A Beginners Guide to AI/ML
As I near my one-year mark in the artificial intelligence and machine learning industry, the once daunting and complex space has indeed remained as such – just with a little more clarity amongst the complexity. AI isn’t a straightforward field to enter, and given its newness, it generally lacks an incredible amount of documentation and tried-and-true best practices. Luckily, there’s an endless wealth of knowledge to gain in this space.
Here’s a quick glimpse as told from the perspective of a non-technical person living in a very technical world:
1. AI Is Not ML
Artificial intelligence, as told by Alex Garland’s Ex Machina or Spike Jonze’s Her, while entertaining, is not the reality of the situation – at all. AI simply refers to the concept of, well, artificial intelligence, where machines (i.e., computers) can carry out tasks that generally require some level of human intelligence. Meanwhile, machine learning is an application of AI, where machines learn from data that is then transformed into action, like deciphering your loan worthiness based on your previous spending history.
Generally speaking, it’s reasonable to think that as the more data is gathered, the more models are reinforced, and the more likely AI becomes sentient. But that is simply not the case. In fact, machine learning models are extremely fragile in the real world. Anomalous data (for example, all of 2020) can break models quicker than you can go out to buy toilet paper in 2021.
The machine learning infrastructure space is exceptionally vast, seemingly endless, and very convoluted. Each step in the machine learning lifecycle outlined here requires a different set of tools to ensure success. While you could dive deep and evaluate all the options, as diagramed in this series, simply put, there are only 3 ML Tools You Need to cover your bases.
2. ML Engineers Are Not Data Scientists
As the AI/ML space booms, different roles and how they interact become incredibly ambiguous. Buzzwords such as machine learning, artificial intelligence, and data science lose a sense of meaning as organizations stammer to revive technical relevancy in a digital-first era. As a result, there is typically a lot of confusion about delineating roles within organizations and amongst different companies.
Overall, Data Scientists are in charge of overseeing offline research environments, preparing training sets, and focusing on defining the algorithm (the math and logic required to complete a task) itself. Meanwhile, ML Engineers focus on programming models to get them from research to production (aka the “real” world). Once a model is in production, ML Engineers are tasked with monitoring how models interact with real-world data.
Notably, the ML Engineer is faced with the challenges of post-production model performance issues, where there is very little telemetry regarding model performance, drift, data quality, and explainability. While the ML Engineer is expected to put models into production for a multitude of goals, there is currently limited to no understanding of how these models interact with the real world until it’s too late.
Learn more about The Rise of the ML Engineer to better understand the ins and outs of ML Engineering. In addition, the Arize AI ML Observability Un/Summit dives deeper into the Data Scientist v. ML Engineer battle for clarity.
3. Monitoring Is Not Observability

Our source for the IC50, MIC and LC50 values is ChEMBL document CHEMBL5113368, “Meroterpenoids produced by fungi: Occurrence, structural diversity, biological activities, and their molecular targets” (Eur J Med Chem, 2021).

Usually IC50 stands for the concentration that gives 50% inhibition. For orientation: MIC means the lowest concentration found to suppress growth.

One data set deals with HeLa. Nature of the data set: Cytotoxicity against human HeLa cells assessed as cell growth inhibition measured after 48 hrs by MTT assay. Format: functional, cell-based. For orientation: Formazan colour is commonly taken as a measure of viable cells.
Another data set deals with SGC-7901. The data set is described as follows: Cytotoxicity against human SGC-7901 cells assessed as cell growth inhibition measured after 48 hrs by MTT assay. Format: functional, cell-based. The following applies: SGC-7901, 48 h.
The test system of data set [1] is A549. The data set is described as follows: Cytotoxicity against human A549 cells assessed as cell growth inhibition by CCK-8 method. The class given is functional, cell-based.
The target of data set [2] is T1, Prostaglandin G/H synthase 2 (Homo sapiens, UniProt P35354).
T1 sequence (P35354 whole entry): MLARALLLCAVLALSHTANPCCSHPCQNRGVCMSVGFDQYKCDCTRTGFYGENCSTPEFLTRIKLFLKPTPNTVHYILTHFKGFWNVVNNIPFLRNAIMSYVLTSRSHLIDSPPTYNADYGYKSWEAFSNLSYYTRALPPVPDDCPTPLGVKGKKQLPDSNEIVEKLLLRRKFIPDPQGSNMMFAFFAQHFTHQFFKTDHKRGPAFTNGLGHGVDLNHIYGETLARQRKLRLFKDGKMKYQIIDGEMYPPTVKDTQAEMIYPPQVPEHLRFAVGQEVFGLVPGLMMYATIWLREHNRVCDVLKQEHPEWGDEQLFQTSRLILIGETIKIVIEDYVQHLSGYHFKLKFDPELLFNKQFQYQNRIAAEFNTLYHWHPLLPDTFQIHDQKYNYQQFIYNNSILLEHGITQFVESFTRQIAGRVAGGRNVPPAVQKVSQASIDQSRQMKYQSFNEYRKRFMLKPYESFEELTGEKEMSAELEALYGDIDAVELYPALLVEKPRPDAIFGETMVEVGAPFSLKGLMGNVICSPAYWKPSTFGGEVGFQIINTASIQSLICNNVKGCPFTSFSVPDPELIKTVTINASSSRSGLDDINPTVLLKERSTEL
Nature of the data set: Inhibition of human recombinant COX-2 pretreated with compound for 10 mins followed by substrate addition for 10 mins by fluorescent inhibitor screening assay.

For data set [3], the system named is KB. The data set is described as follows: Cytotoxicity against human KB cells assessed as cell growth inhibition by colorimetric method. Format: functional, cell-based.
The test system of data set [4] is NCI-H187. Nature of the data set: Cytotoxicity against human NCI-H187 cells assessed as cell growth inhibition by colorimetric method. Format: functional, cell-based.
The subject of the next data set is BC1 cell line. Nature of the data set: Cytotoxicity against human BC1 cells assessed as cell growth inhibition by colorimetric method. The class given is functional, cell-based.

While ML Engineers can deploy some checks to understand their models better, surfacing issues is not all there is to it. Monitoring, the act of detecting a problem at hand, is the first step to improving model performance in the long run. But it’s only the tip of the iceberg.
Don’t get me wrong, monitoring your models in production is extremely important, but it’s not enough to simply know what’s wrong. ML Observability digs deeper to not just surface issues but helps you uncover and understand why the issue emerged in the first place. It enables introspection into your ML system to continuously improve your models once they are in production. ML Observability can create a feedback loop between data scientists and the research environment and ML Engineers and production environments.
Through introspection into your models’ performance over time, ML observability can help your teams identify gaps in training data, surface slices of examples where your model is underperforming, compare model performances side by side, validate models, and identify issues in production.
4. Responsible AI Is Not A One-And-Done Project
There is a multitude of examples that represent bias in ML models, from racial bias in facial recognition software to gender bias in recruiting tooling. Having biased models comes with the territory of using data produced by the real world.
While many companies and organizations want to deploy initiatives to tackle these problems, responsible AI, fairness, and bias mitigation don’t have a neatly packaged solution. It is an ever-evolving practice that should be front of mind whenever data is gathered, a new training set comes out, a new model is deployed, or a new team member is hired. The definition of ‘ethical’ and ‘fair’ changes depending on the organization you’re in, the product you’re building, who you work with, what information you work with, and much more. Responsible AI is not a stagnant goal but an ever-morphing mindset that necessitates intentional action, foresight, and patience.
It’s been a challenging but rewarding year for me as I dip my feet in the AI/ML industry. While research environments in the field are thoroughly studied, most ML infrastructure is still new to everyone. There is endless opportunity to learn and grow within the space and a lot of responsibility to do it right.